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Alkazi Theatre Archives

A Bibliographic Listing From The Archive

Rang Parampara

Book: Rangparampara
Written by: Nemichandra Jain
Published by: Vani Prakashan, 1996

The book ‘Rangparampara’ historicizes the evolution of Indian theatre within a socio-political context. The author approaches the development of Indian theatre with an anti-colonial lens, pointing out the biases embedded within the conventional historiography of the Indian theatre. The book captures not only the temporal changes but also the spatial variations discussing these in relation to the differing socio-political environments of different regions. Nemichandra Jain engages with the changes that theatre in India has experienced, as engendered by encounters with the West considering the development of new methods and techniques as a result of western interaction. Concluding in the mid 1990s the book records and analyses the influence of folk and popular forms in contemporary performance marking a shift, not just in the development of a theatrical vocabulary but also in how they were perceived within a larger cultural narrative.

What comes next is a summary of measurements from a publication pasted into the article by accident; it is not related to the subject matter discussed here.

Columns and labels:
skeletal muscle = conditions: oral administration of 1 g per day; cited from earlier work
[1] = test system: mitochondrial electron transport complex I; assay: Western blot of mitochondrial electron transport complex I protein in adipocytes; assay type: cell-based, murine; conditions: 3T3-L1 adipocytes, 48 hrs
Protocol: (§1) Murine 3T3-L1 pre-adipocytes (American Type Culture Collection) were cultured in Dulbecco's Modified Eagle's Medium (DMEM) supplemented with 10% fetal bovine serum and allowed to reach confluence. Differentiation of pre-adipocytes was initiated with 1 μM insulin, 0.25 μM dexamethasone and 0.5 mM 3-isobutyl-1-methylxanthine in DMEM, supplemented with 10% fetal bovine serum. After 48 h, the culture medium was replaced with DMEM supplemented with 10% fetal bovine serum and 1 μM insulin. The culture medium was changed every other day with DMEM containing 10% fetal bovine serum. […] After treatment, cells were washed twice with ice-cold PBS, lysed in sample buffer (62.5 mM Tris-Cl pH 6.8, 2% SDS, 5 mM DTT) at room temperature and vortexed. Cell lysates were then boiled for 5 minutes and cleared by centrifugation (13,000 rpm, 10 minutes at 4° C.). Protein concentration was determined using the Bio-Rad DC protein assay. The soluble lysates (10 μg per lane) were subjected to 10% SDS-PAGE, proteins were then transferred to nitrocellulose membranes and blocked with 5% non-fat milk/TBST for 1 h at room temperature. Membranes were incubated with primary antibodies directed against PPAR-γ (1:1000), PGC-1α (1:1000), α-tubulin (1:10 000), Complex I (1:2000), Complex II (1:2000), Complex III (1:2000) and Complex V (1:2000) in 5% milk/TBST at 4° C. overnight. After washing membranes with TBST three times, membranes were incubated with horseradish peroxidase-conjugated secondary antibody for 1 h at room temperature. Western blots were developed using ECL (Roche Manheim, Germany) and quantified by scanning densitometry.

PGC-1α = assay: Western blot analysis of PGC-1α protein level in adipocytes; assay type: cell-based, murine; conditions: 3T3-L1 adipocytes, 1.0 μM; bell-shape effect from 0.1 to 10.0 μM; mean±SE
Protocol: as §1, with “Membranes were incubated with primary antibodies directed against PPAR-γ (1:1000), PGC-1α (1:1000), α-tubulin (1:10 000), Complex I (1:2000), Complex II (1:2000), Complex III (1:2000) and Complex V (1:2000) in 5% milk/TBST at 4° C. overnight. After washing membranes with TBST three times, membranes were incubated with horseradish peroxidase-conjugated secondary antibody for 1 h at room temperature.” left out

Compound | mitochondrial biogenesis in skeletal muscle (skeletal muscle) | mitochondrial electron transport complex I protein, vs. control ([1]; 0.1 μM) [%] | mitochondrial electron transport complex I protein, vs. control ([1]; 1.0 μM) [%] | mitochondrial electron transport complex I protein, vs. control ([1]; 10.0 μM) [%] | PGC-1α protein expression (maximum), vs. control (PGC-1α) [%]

“बांग्ला रंगमंच से मराठी रंगमंच की भिन्नता एक इस बात में भी है कि जहाँ बांग्ला रंगकर्म कलकत्ते में ही केंद्रित था, वहाँ मराठी रंगकर्म घूमंतु था। इसका एक कारण यह है की देश के पश्चिमी क्षेत्र के प्रमुख औध्योगिक और व्यापारिक केंद्र बम्बई में, कलकत्ते की ही भाँति नया शहर होने के बावजूद, वर्चस्व मराठी भाषियों का नहीं, पारसियों और गुज़रतियों का था। मगर घूमंतु होने के कारण मराठी रंगकर्म का फैलाव बहुत ज़्यादा हुआ और वो शीघ्र ही अभिजात वर्ग की बजाय महाराष्ट्र के नावशिक्षित मध्य वर्ग का कार्यकलाप बन गया।” (Page 62)

​​(Translation- The difference between Bengali and Marathi Theatre also lies in the fact that Bengali theatre was concentrated in Kolkata, whereas Marathi theatre consisted of travelling troupes. One of the reasons behind this was – despite being the industrial and commercial centre of the western region, and being a new city like Kolkata, Mumbai was dominated by Gujratis and Parsis. But, due to its travelling nature, Marathi theatre expanded quickly and soon instead of being an occupation of elites, it became an area of interest of newly-educated middle class Maharashtrians.)